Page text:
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Functional MRI: Making connections in the brain
Alex TL Leong, Ed X Wu
Simultaneous measurements of neuronal activity and fMRI signals in the rat brain have shed new light on the origins of resting-state fMRI connectivity networks.
Episode 42: eLife at five
In this special episode, we hear about photosynthesis, forensics, peer review, and the past, present and future of eLife.
Point of View: What’s in a name?
Michael D Schaller et al.
Standardizing the titles, terms and conditions under which postdocs are employed will benefit the biomedical research workforce.
Genes and Chromosomes
Gene Regulation: A transcriptional switch controls meiosis
A Elizabeth Hildreth, Karen M Arndt
A key protein involved in the segregation of meiotic chromosomes is produced 'just in time' by the regulated expression of two mRNA isoforms.
Genomics and Evolutionary Biology
Evolution: The enigmatic xenopsins
A new member of the family of light-sensitive proteins called opsins has stirred up our view of photoreceptors.
Point of View: The future of graduate and postdoctoral training in the biosciences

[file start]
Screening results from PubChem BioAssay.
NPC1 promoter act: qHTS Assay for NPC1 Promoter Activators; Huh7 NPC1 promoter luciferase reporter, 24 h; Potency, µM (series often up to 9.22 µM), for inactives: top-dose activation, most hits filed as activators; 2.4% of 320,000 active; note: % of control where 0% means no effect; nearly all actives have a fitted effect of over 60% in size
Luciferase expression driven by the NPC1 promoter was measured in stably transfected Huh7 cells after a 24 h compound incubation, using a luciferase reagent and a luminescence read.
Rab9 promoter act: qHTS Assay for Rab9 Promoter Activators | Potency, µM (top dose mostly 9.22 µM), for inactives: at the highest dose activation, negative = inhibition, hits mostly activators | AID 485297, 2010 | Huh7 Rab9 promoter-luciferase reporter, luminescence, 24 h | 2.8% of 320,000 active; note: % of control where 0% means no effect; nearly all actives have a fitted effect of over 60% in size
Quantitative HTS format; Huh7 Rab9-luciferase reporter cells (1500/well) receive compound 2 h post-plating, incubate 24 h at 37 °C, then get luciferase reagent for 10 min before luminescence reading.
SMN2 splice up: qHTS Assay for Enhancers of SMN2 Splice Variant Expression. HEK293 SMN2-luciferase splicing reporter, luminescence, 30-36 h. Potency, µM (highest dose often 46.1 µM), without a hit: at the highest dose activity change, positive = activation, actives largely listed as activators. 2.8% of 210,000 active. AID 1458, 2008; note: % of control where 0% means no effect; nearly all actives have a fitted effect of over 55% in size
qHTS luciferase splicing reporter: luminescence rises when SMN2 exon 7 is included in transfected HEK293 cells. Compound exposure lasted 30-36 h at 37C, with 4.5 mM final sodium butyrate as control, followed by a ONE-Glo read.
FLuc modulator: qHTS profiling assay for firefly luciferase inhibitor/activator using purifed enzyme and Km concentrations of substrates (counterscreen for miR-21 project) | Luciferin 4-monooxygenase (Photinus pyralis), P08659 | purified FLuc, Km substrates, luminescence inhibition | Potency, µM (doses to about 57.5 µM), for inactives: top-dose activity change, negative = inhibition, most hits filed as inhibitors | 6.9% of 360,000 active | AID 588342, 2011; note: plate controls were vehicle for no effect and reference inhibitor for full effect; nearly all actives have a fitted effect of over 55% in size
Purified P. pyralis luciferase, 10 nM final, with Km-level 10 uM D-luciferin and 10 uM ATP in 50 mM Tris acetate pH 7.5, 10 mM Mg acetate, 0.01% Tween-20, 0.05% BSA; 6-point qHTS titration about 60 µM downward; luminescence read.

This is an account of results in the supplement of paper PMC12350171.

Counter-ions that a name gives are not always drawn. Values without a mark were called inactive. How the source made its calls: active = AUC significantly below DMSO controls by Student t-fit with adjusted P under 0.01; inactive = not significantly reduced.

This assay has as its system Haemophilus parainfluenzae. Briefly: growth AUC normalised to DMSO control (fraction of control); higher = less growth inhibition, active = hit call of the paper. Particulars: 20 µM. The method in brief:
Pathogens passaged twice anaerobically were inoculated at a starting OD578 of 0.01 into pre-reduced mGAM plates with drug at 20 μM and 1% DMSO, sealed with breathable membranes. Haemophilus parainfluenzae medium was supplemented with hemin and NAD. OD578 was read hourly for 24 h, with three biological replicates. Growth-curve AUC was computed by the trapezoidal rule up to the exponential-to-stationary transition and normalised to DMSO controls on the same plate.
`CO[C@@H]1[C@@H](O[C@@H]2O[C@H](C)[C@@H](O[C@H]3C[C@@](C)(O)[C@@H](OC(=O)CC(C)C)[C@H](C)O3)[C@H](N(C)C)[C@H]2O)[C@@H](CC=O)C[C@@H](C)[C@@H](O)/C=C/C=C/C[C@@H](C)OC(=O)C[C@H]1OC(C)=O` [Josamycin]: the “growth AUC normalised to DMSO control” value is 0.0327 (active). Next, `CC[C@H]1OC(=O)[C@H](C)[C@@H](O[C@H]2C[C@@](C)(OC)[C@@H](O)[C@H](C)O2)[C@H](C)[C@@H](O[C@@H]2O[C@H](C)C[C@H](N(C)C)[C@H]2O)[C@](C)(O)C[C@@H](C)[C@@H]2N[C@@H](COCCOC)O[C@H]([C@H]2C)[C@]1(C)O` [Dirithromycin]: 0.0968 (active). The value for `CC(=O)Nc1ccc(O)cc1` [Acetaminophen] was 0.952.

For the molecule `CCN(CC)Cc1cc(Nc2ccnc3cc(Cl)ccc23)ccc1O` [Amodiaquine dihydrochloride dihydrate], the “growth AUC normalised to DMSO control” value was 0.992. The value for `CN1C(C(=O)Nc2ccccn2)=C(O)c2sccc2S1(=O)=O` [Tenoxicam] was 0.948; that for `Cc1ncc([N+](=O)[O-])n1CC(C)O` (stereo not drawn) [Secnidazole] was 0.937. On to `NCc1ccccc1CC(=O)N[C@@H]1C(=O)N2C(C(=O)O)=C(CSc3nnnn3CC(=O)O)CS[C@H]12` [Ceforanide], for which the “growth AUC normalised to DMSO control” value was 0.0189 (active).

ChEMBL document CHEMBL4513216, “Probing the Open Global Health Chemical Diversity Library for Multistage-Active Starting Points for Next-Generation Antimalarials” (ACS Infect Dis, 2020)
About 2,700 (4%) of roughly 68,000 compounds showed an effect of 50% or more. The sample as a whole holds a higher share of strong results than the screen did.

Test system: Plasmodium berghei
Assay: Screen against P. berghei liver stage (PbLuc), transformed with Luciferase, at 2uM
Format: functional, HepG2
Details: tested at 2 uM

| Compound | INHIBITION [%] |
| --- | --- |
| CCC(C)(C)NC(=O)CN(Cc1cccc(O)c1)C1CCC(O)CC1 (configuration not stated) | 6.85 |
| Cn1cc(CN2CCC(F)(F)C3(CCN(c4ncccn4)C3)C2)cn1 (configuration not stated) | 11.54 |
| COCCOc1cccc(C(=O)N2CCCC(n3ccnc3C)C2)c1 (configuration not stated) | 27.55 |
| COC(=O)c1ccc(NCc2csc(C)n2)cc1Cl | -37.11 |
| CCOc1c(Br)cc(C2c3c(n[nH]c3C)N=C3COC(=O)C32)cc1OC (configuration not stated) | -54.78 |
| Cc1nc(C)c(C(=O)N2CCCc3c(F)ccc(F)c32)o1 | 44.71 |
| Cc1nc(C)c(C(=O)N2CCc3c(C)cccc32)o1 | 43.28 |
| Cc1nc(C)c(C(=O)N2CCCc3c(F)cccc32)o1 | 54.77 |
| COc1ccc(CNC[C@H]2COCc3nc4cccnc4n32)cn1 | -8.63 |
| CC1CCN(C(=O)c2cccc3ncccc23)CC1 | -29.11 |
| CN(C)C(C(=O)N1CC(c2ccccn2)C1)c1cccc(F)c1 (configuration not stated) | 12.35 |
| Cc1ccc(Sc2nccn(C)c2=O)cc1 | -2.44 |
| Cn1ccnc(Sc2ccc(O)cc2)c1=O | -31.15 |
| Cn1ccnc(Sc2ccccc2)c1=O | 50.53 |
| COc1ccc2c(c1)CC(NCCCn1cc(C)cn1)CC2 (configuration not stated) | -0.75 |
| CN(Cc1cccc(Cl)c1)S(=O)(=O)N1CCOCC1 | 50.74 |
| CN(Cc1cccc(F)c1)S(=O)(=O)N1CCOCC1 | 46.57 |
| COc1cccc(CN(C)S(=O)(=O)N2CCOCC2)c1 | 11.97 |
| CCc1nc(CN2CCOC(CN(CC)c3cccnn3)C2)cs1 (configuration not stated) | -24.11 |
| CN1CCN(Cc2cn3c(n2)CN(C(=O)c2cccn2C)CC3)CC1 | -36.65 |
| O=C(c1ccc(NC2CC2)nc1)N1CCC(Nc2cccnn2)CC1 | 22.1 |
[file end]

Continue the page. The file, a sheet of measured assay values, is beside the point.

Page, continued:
Peter Hitchcock et al.
What can institutions and funding agencies do to address an array of issues facing the biomedical research community in the United States?
Moving on: eLife at five
Curated by Emma Pewsey
To celebrate five years of eLife we catch up with some of our first authors and reflect on the current state of scientific publishing and peer review.
Scientific Publishing: Room at the top
Five years after eLife published its first papers, we reflect on our consultative approach to peer review, the challenges of reproducibility, and the need to reform how published research is assessed.
Human Biology and Medicine
Tissue Engineering: Building a better blood-brain barrier
Courtney Lane-Donovan, Joachim Herz
A new three-dimensional model of the blood-brain barrier can be used to study processes that are involved in neurodegenerative diseases.
Interview: Staying focused
Support from a multidisciplinary initiative allows Ilaria Testa’s lab to develop new optical microscopy techniques.
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